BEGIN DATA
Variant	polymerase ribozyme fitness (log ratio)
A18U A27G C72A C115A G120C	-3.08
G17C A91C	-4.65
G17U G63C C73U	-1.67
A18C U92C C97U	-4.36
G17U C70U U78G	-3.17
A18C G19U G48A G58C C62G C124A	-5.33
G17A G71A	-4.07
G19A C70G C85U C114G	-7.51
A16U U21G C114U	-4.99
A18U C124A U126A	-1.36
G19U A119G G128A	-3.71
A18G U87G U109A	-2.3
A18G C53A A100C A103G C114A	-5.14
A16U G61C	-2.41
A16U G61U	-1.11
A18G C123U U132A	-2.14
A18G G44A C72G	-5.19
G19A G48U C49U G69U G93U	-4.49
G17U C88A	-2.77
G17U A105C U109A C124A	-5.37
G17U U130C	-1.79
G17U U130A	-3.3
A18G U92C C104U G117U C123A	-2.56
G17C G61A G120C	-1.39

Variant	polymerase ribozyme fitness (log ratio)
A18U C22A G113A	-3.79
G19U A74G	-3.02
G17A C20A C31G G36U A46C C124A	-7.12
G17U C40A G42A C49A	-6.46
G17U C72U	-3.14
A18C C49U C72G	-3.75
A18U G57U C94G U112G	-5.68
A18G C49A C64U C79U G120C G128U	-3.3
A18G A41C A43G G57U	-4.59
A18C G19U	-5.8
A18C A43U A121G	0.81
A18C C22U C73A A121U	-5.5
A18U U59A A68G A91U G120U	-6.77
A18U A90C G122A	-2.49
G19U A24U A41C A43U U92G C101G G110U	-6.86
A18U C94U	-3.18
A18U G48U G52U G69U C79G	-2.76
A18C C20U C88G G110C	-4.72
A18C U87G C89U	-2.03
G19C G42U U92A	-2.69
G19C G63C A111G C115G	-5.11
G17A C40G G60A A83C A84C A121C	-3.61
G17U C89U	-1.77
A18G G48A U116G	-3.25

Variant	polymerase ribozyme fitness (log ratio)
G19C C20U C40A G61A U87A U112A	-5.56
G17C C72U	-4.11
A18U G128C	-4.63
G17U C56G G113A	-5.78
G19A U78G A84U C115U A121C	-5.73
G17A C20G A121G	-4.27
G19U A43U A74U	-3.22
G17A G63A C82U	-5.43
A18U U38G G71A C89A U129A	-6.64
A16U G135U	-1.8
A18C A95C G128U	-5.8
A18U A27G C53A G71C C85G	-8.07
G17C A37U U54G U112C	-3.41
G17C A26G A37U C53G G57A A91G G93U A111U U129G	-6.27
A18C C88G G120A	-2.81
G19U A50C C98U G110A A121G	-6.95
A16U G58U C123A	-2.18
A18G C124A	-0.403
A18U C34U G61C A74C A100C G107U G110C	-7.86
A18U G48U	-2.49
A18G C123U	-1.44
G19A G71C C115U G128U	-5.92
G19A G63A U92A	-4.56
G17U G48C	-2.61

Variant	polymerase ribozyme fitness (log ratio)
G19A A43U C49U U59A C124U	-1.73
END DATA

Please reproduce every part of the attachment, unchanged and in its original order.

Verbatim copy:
Variant	polymerase ribozyme fitness (log ratio)
A18U A27G C72A C115A G120C	-3.08
G17C A91C	-4.65
G17U G63C C73U	-1.67
A18C U92C C97U	-4.36
G17U C70U U78G	-3.17
A18C G19U G48A G58C C62G C124A	-5.33
G17A G71A	-4.07
G19A C70G C85U C114G	-7.51
A16U U21G C114U	-4.99
A18U C124A U126A	-1.36
G19U A119G G128A	-3.71
A18G U87G U109A	-2.3
A18G C53A A100C A103G C114A	-5.14
A16U G61C	-2.41
A16U G61U	-1.11
A18G C123U U132A	-2.14
A18G G44A C72G	-5.19
G19A G48U C49U G69U G93U	-4.49
G17U C88A	-2.77
G17U A105C U109A C124A	-5.37
G17U U130C	-1.79
G17U U130A	-3.3
A18G U92C C104U G117U C123A	-2.56
G17C G61A G120C	-1.39

Variant	polymerase ribozyme fitness (log ratio)
A18U C22A G113A	-3.79
G19U A74G	-3.02
G17A C20A C31G G36U A46C C124A	-7.12
G17U C40A G42A C49A	-6.46
G17U C72U	-3.14
A18C C49U C72G	-3.75
A18U G57U C94G U112G	-5.68
A18G C49A C64U C79U G120C G128U	-3.3
A18G A41C A43G G57U	-4.59
A18C G19U	-5.8
A18C A43U A121G	0.81
A18C C22U C73A A121U	-5.5
A18U U59A A68G A91U G120U	-6.77
A18U A90C G122A	-2.49
G19U A24U A41C A43U U92G C101G G110U	-6.86
A18U C94U	-3.18
A18U G48U G52U G69U C79G	-2.76
A18C C20U C88G G110C	-4.72
A18C U87G C89U	-2.03
G19C G42U U92A	-2.69
G19C G63C A111G C115G	-5.11
G17A C40G G60A A83C A84C A121C	-3.61
G17U C89U	-1.77
A18G G48A U116G	-3.25

Variant	polymerase ribozyme fitness (log ratio)
G19C C20U C40A G61A U87A U112A	-5.56
G17C C72U	-4.11
A18U G128C	-4.63
G17U C56G G113A	-5.78
G19A U78G A84U C115U A121C	-5.73
G17A C20G A121G	-4.27
G19U A43U A74U	-3.22
G17A G63A C82U	-5.43
A18U U38G G71A C89A U129A	-6.64
A16U G135U	-1.8
A18C A95C G128U	-5.8
A18U A27G C53A G71C C85G	-8.07
G17C A37U U54G U112C	-3.41
G17C A26G A37U C53G G57A A91G G93U A111U U129G	-6.27
A18C C88G G120A	-2.81
G19U A50C C98U G110A A121G	-6.95
A16U G58U C123A	-2.18
A18G C124A	-0.403
A18U C34U G61C A74C A100C G107U G110C	-7.86
A18U G48U	-2.49
A18G C123U	-1.44
G19A G71C C115U G128U	-5.92
G19A G63A U92A	-4.56
G17U G48C	-2.61

Variant	polymerase ribozyme fitness (log ratio)
G19A A43U C49U U59A C124U	-1.73